Fast-forward to today, and the social barriers between parts of the city remain, but they have changed. “Uptown has one personality and downtown has another, and as a result, a consciousness started to develop. In the ’70s, the East Village was on fire—there were tenement houses and all these artistic young people were moving in. It started to solidify into a lively nighttime area, whereas uptown was dead,” says Field. “I think in some areas of the city, it has blended and others have not. High society stays uptown and ventures downtown for amusement. One area that is growing by leaps and bounds today is near the World Trade Center. Residential buildings have developed, Hermès and Saks Fifth Avenue opened up, and now it’s packed with people. It’s fun to watch the city go through its changes.”
Being a society woman today, Field thinks, is not as glamorous as she imagines it was in the 1930s, like in the movie The Women. “You look at fashion as a clue; I see very wealthy women shop at Chanel and walk out head to toe in the brand. I love Chanel and own a lot of their pieces, but dropping a couple hundred thousand dollars and walking out doesn’t mean you have style,” says Field, who is dressed in a blend of up- and downtown: a black Louis Vuitton blouse and Emporio Armani pants, gold Dolce & Gabbana shoes, leather arm gloves and a pyramid style necklace from her own brand, and a light blue vest made by her friend Steven Pochtar for Furs by PK. “But then there are women like Sarah Jessica Parker. She was perfectly cast in the role of Carrie in Sex and the City because she has style and exuded it.” Back in the late ’80s to early ’90s, Field dressed stars in a number of movies and TV series in Miami. She met Parker during the filming of 1995’s Miami Rhapsody, where they bonded over their love for clothing, accessories and, yes, shoes. Three years later, HBO’s Sex and the City started and Parker asked Field to come on board as costume designer for the show.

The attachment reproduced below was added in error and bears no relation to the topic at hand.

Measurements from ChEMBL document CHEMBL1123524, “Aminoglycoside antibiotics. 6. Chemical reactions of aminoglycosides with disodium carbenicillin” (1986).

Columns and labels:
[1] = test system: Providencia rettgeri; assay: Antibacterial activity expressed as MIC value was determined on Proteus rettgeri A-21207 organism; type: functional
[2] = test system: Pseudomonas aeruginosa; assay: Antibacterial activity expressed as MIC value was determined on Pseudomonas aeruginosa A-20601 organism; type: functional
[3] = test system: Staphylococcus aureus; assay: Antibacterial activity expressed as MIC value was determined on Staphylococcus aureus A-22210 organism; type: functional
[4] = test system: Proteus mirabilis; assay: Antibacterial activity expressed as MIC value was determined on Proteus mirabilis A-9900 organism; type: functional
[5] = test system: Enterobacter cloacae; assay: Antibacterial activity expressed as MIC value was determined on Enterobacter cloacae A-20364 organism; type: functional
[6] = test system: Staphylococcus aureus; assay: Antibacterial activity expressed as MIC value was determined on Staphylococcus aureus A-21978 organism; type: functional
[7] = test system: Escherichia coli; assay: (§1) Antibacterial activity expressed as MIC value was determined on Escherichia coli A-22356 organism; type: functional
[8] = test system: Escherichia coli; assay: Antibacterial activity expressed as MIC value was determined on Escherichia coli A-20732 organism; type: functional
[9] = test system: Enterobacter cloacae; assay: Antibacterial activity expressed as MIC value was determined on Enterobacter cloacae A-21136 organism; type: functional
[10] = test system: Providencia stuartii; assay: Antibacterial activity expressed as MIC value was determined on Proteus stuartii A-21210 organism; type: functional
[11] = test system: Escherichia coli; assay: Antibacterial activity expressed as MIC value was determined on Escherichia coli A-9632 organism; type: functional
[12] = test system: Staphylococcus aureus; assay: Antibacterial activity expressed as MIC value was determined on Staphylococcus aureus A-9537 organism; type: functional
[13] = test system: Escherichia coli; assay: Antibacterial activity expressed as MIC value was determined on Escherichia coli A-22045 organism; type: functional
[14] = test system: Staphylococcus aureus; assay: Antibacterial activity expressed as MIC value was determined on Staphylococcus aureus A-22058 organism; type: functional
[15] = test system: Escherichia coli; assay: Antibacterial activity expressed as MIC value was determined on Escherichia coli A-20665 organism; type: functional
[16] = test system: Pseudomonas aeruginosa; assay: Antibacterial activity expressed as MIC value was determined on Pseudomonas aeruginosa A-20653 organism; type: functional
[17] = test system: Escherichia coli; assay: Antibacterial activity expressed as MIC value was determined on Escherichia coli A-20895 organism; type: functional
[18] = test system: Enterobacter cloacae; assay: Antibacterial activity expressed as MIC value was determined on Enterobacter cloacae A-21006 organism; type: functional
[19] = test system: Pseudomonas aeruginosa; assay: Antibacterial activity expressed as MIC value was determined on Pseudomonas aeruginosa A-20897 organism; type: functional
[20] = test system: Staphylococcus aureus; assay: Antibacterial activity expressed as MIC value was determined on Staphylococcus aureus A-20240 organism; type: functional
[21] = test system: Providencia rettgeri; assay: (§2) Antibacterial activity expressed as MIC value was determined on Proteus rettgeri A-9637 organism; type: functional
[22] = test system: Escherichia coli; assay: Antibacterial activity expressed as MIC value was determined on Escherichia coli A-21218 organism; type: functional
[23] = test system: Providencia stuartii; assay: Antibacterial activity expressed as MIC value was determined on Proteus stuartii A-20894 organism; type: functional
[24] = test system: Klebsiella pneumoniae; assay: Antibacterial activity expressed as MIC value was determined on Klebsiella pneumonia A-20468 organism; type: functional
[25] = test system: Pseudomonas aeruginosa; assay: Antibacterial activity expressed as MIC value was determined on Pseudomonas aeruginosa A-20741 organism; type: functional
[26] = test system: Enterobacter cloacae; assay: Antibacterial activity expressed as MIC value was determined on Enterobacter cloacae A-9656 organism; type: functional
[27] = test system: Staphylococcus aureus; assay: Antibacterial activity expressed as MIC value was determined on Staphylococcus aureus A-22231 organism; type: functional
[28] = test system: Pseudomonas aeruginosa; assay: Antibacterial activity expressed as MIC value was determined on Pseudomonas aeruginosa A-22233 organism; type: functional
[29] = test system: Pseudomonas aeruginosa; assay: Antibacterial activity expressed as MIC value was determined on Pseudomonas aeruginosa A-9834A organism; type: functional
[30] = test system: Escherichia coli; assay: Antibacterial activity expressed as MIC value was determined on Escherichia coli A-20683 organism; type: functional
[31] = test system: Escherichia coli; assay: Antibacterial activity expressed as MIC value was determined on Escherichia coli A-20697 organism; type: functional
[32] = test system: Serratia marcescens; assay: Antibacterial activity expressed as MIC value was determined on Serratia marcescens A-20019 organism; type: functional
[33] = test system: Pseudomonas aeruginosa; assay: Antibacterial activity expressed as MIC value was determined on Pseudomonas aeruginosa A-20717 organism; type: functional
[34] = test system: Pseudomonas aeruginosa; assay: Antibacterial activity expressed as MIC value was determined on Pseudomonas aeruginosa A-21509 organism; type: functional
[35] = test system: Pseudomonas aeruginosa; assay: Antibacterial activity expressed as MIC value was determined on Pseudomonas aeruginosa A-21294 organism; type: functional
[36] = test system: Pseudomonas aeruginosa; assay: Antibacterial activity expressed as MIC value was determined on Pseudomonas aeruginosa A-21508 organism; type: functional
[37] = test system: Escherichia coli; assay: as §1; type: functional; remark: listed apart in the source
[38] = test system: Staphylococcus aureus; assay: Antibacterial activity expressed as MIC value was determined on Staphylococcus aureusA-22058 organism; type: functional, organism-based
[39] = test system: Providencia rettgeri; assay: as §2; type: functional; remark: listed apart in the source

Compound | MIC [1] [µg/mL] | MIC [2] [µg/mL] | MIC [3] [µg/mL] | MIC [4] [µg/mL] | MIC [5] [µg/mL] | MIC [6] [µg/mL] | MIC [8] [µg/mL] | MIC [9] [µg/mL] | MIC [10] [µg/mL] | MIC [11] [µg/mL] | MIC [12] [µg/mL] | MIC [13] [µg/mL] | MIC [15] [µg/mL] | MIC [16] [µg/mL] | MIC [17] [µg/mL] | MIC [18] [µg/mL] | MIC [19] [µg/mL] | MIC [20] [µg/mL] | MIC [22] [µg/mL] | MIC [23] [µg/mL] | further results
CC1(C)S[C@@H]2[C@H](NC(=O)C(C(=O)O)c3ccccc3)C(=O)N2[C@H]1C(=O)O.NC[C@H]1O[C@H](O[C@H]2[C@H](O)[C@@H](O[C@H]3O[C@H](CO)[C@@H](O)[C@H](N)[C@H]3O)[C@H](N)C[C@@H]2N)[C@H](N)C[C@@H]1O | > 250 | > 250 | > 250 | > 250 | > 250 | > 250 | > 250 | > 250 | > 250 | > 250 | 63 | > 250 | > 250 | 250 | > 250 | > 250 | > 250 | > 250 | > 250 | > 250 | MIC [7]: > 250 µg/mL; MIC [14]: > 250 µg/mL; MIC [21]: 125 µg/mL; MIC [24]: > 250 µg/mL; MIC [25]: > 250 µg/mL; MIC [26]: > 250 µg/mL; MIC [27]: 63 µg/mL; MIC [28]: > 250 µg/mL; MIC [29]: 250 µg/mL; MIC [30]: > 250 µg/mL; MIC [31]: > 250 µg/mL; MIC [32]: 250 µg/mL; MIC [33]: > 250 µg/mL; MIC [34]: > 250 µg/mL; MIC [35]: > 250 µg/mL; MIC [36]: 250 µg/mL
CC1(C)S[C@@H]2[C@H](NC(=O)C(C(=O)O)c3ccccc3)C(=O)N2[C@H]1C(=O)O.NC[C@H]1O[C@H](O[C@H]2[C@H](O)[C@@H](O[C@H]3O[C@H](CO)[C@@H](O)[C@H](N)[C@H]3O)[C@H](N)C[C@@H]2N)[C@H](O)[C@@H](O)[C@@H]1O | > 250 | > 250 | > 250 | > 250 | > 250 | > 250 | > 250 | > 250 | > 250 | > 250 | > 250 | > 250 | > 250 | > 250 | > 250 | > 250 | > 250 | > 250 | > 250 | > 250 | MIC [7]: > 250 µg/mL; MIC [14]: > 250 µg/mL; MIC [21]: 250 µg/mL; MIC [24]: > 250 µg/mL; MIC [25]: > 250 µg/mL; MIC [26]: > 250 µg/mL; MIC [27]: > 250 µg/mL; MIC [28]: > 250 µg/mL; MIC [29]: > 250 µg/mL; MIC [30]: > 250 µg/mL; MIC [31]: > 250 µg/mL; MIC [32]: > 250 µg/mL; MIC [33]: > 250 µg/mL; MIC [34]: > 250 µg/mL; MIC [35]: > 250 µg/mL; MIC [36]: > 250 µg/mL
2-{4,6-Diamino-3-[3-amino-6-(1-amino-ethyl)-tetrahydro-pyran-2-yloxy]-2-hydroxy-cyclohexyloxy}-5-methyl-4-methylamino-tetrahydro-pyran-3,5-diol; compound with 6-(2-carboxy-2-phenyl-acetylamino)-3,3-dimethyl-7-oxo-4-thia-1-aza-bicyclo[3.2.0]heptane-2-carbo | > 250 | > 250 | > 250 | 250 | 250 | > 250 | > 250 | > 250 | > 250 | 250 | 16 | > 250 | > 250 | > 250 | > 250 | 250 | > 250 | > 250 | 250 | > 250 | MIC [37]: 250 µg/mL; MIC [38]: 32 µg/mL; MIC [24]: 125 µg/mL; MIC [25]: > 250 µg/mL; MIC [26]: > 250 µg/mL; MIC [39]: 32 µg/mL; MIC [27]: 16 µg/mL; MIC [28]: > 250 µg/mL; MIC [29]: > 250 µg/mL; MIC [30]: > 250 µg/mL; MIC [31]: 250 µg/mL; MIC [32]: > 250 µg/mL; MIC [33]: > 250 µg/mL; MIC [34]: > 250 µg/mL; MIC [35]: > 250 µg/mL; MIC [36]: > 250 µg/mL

Field’s resume grew as she took on her next project, creating the looks for 2006’s The Devil Wears Prada. She received several honors for her work in TV and film, including two Emmys and a Academy Award nomination.
In 2012, Field once again moved her store to a larger building, this time to 306 Bowery, which combined her old apartment with an empty store behind it. With more space came more business. Upon sitting down in her office one day, Field realized that she’d been running her company for half a century. Real estate companies were calling all the time asking if she wanted to sell the property, but it took a while until she was willing to consider the idea. “My store gave me the opportunity to get into the film world and expand my fashion career. I have a golden anniversary with a good reputation, and I thought, ‘Why am I driving myself crazy?’ It wasn’t about the money, I wanted to change the schedule of my life and open it up for…whatever.”
Field closed her store on the last day of February this year, but she isn’t ready for retirement yet. Currently, she’s focusing on the ArtFashion collection (born in her store) and expanding its offerings on her website. In addition to continuing her role as costume consultant on the New York–based TV Land series Younger, Field also aims to spend more time in Miami. “It’s just easier there,” she says. “I love the atmosphere and the mixed culture.”Her plans after Art Basel? Back to the city to see what’s next. At the end of the day, Patricia Field knows she will always be a New Yorker. Before stepping outside for a cigarette, she smiles and says, “Don’t forget, I was born an uptown girl.”